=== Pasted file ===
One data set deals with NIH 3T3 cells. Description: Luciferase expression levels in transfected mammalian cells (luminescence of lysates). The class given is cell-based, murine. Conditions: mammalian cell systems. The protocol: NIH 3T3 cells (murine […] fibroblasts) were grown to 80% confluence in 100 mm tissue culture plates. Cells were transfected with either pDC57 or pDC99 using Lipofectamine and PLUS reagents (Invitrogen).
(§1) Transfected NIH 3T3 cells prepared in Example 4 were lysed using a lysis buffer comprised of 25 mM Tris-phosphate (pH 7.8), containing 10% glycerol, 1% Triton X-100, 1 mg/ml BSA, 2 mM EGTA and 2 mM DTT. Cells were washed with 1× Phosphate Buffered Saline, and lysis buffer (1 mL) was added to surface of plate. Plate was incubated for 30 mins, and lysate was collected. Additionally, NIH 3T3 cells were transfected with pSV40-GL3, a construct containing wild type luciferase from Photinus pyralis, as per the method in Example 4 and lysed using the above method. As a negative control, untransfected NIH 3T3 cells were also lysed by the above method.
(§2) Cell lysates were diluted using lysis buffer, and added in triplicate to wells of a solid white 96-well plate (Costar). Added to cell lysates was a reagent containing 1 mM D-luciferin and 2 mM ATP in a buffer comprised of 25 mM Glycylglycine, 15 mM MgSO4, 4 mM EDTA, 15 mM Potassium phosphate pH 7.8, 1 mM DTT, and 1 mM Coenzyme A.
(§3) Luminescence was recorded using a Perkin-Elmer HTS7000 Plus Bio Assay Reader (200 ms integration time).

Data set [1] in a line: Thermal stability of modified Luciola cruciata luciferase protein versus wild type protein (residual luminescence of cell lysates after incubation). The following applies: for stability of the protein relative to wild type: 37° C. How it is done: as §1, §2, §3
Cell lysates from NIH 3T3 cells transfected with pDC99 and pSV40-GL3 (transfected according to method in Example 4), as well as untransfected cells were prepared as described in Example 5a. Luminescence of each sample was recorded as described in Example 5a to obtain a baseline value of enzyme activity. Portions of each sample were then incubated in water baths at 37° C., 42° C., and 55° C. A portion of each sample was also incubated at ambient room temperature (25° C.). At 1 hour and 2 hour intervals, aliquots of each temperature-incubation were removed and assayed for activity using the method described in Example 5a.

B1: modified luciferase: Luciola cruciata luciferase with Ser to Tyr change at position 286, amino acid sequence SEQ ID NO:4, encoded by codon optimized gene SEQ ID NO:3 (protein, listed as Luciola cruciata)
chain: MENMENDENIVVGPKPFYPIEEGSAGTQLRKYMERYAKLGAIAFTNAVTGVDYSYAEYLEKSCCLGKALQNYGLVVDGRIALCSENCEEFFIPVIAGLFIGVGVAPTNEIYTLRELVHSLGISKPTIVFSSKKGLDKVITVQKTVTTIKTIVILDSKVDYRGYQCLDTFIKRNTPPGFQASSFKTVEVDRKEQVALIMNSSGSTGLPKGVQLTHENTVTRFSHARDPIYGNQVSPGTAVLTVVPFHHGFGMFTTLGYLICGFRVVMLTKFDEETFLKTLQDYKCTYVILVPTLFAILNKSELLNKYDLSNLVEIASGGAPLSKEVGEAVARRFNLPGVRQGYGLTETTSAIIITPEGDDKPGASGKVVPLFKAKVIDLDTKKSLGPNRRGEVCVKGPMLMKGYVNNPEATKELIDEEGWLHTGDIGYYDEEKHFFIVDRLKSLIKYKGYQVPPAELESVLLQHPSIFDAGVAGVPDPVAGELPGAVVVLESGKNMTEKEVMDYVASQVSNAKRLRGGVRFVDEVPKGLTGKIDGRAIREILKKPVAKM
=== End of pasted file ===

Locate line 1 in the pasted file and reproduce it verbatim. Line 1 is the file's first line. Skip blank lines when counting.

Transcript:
One data set deals with NIH 3T3 cells. Description: Luciferase expression levels in transfected mammalian cells (luminescence of lysates). The class given is cell-based, murine. Conditions: mammalian cell systems. The protocol: NIH 3T3 cells (murine […] fibroblasts) were grown to 80% confluence in 100 mm tissue culture plates. Cells were transfected with either pDC57 or pDC99 using Lipofectamine and PLUS reagents (Invitrogen).